Keywords:  ER‐based lipid metabolism; cell signaling; lipid remodeling; phospholipid composition; plasma membrane nanodomains; triacylglycerol synthesis
  7. Biomed Pharmacother. 2024 May 12. pii: S0753-3322(24)00591-2. [Epub ahead of print]175 116707
      Targeted degradation of pathological proteins is a promising approach to enhance the effectiveness of therapeutic monoclonal antibodies (mAbs) in cancer therapy. In this study, we demonstrate that this objective can be efficiently achieved by the grafting of mannose 6-phosphate analogues called AMFAs2 onto the therapeutic antibodies trastuzumab and cetuximab, both directed against membrane antigens. The grafting of AMFAs confers to these antibodies the novel property of being internalized via the mannose 6-phosphate receptor (M6PR) pathway. AMFA conjugation to these mAbs significantly increases their cellular uptake and leads to enhanced degradation of the target antigens in cancer cells. This results in a drastic inhibition of cancer cell proliferation compared to unconjugated mAbs, as demonstrated in various cancer cell lines, and an increased therapeutic efficacy in mouse and zebrafish xenografted models. These findings highlight the potential of this technology to improve therapeutic outcomes in cancer treatment.
    Keywords:  AMFA; Antibody engineering; Lysosome; Mannose 6-phosphate receptor; Mannose 6-phosphonate; Targeted protein degradation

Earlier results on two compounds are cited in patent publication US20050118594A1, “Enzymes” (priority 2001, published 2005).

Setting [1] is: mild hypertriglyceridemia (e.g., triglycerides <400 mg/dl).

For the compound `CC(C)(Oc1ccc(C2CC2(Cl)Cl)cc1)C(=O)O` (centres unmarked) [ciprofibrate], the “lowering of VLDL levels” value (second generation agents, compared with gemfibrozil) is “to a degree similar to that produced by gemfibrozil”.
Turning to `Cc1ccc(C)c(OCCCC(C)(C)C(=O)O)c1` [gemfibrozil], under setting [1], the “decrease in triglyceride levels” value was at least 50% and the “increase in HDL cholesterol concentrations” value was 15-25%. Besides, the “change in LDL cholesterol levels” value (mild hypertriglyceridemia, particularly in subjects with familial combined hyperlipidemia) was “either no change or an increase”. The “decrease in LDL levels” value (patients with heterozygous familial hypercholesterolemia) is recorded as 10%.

8. Clin Exp Reprod Med. 2024 May 17.
      Objective: Autophagy is a major intracellular catabolic pathway governed by the sequential actions of proteins encoded by autophagy-related genes (Atg). ATG9, the only transmembrane protein involved in this process, regulates phospholipid translocation to autophagosomes during the early phases of autophagy. In mammals, two Atg9 isoforms have been reported: Atg9a and Atg9b. In this study, we examined whether the molecular and cellular characteristics of these two isoforms differed in mice.Methods: Whole uteri were collected on days 1, 4, and 8 of pregnancy and from ovariectomized mice injected with vehicle, progesterone, or 17β-estradiol. Cells from reproductive tissues, such as granulosa cells, uterine epithelial cells (UECs), uterine stromal cells (USCs), and oocytes were collected. Two human uterine cell lines were also used in this analysis. Reverse transcription-polymerase chain reaction tests, Western blotting, and immunofluorescence staining were performed. Serum starvation conditions were used to induce autophagy in primary cells.
    Results: Atg9a and Atg9b were expressed in multiple mouse tissues and reproductive cells. Neither Atg9A nor Atg9B significantly changed in response to steroid hormones. Immunofluorescence staining of the UECs and USCs showed that ATG9A was distributed in a punctate-like pattern, whereas ATG9B exhibited a pattern of elongated tubular shapes in the cytoplasm. In human cancer cell lines, ATG9B was undetectable, whereas ATG9A was found in all cell types examined.
    Conclusion: The Atg9 isoforms exhibited distinct subcellular localizations in UECs and may play different roles in autophagy. Notably, human uterine cells exhibited reduced ATG9B expression, suggesting that this suppression may be due to epigenetic regulation.
    Keywords:  Atg9; Granulosa cells; Mice; Oocytes; Uterus